New international guidelines on resuscitation

BMJ 2010; 341 doi: https://doi.org/10.1136/bmj.c6051 (Published 27 October 2010) Cite this as: BMJ 2010;341:c6051
  1. Peter Morley, director of medical education
  1. 1Royal Melbourne Hospital Clinical School, University of Melbourne, Parkville, VIC, Australia 3010
  1. pmorley{at}unimelb.edu.au

Based on extensive review of the literature with important implications for practice

The most extensive review of the resuscitation literature ever attempted was published on 18 October.1 The review was performed by the International Liaison Committee on Resuscitation,2 and it was based on 277 specific questions about resuscitation; the answers were drawn from 411 systematic reviews.3 The newly released resuscitation guidelines of various organisations throughout the world, including those of the European Resuscitation Council (ERC) and the American Heart Association (AHA),4 5 are based on this information.

Annabella Bluesky/Science Photo Library

Many of the recommendations made in the 2010 ERC guidelines remain unchanged, either because no new studies have been published or because evidence since 2005 supports what was previously available. There are several new recommendations, however, that have practical implications.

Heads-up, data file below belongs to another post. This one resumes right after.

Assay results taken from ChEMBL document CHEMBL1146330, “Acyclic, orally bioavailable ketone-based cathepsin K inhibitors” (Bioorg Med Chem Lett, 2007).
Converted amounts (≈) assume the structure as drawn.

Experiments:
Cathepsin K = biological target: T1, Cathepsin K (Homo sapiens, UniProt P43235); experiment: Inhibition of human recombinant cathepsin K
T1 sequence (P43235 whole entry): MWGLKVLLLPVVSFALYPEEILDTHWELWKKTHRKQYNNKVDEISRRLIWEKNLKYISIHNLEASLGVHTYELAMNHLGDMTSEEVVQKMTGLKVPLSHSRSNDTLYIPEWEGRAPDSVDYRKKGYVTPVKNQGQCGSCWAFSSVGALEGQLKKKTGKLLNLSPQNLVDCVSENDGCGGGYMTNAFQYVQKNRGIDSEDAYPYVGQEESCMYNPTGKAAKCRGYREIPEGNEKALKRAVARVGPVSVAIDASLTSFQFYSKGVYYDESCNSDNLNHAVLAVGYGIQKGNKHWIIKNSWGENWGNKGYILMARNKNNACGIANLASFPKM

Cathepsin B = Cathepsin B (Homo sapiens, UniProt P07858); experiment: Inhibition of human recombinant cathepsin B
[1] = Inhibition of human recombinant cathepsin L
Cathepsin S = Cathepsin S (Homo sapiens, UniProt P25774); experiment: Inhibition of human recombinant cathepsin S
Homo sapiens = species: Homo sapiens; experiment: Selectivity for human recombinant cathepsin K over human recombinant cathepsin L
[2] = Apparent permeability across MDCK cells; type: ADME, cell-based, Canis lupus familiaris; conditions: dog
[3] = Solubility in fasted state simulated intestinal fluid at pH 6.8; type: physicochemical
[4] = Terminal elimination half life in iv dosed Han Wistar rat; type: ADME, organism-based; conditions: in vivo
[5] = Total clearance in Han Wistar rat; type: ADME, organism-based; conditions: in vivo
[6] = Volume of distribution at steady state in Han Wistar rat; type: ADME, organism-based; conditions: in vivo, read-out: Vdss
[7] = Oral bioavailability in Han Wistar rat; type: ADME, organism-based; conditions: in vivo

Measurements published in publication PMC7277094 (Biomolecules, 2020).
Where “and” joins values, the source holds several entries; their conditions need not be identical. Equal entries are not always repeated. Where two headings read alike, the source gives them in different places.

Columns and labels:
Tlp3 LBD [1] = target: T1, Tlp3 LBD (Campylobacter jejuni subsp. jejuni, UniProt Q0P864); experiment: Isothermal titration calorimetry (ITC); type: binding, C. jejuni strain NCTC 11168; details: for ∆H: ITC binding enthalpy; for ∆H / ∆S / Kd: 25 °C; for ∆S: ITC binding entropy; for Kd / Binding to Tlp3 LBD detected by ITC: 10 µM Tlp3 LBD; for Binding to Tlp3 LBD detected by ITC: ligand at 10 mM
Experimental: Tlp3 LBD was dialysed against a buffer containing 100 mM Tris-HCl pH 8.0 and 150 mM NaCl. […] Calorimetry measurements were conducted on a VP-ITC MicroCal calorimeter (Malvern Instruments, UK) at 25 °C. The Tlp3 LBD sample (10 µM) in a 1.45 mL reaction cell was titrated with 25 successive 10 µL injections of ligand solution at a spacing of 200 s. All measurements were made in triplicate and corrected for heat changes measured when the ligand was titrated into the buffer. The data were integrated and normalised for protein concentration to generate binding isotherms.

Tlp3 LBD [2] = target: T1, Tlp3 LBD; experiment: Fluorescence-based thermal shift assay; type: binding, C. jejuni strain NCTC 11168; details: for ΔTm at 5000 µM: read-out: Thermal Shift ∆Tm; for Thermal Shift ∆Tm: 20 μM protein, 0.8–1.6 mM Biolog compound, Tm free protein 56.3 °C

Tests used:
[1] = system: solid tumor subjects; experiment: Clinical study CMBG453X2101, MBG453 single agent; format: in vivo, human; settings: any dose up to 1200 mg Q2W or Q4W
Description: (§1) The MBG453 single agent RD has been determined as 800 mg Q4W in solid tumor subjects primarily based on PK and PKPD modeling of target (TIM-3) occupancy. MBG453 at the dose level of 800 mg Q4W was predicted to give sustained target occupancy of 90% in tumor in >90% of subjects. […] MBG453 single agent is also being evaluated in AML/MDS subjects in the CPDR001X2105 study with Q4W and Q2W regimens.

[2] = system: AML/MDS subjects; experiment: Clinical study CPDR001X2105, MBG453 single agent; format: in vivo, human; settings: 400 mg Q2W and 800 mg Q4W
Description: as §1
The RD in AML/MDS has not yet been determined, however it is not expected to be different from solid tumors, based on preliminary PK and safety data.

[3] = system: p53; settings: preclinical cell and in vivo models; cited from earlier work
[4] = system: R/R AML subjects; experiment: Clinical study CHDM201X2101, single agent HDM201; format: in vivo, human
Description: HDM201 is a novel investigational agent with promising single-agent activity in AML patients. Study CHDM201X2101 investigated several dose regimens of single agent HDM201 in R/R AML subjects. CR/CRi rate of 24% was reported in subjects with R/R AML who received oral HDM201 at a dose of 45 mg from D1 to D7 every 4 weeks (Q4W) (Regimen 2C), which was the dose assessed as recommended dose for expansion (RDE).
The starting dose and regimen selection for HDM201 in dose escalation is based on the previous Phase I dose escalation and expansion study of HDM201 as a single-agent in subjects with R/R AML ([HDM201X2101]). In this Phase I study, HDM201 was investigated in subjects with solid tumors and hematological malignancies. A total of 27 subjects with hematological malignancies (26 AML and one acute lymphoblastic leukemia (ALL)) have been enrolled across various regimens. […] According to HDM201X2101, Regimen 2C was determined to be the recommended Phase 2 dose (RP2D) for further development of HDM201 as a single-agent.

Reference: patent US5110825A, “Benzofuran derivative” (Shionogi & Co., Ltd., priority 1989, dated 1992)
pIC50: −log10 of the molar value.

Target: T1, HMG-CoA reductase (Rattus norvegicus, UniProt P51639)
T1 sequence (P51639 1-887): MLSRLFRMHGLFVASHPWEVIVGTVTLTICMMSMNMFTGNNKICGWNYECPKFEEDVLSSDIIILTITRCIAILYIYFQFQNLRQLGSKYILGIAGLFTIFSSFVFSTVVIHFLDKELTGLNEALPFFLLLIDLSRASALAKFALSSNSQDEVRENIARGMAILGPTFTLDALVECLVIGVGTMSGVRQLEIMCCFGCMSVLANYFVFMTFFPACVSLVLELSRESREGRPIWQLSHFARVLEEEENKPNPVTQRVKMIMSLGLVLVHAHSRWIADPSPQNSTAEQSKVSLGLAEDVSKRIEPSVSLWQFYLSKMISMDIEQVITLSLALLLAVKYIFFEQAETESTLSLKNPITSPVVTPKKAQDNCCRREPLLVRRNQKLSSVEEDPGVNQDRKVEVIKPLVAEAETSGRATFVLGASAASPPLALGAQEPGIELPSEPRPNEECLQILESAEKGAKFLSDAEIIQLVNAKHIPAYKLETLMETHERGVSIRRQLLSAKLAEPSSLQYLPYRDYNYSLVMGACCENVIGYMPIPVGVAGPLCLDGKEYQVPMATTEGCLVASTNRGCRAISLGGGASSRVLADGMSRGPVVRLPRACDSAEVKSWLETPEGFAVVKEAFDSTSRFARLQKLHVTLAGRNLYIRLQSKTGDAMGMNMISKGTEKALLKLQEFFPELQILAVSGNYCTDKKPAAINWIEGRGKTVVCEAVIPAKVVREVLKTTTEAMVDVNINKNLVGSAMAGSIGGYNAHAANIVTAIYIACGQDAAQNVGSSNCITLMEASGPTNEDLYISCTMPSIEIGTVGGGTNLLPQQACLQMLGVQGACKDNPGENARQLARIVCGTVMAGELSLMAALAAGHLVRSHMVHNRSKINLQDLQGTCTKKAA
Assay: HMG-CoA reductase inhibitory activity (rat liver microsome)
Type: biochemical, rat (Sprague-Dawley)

Basic life support6

Chest compressions combined with rescue breaths remain the method of choice for cardiopulmonary resuscitation (CPR). However, “chest compression only” CPR is recommended if the rescuer is not trained (for example, in dispatcher assisted CPR) or is not willing to give rescue breaths. The aim is now to compress the chest to a depth of 5-6 cm (rather than 4-5 cm). This recommendation is based on several studies showing that deeper compressions were associated with improved short term outcomes. The risk of harm (such as …

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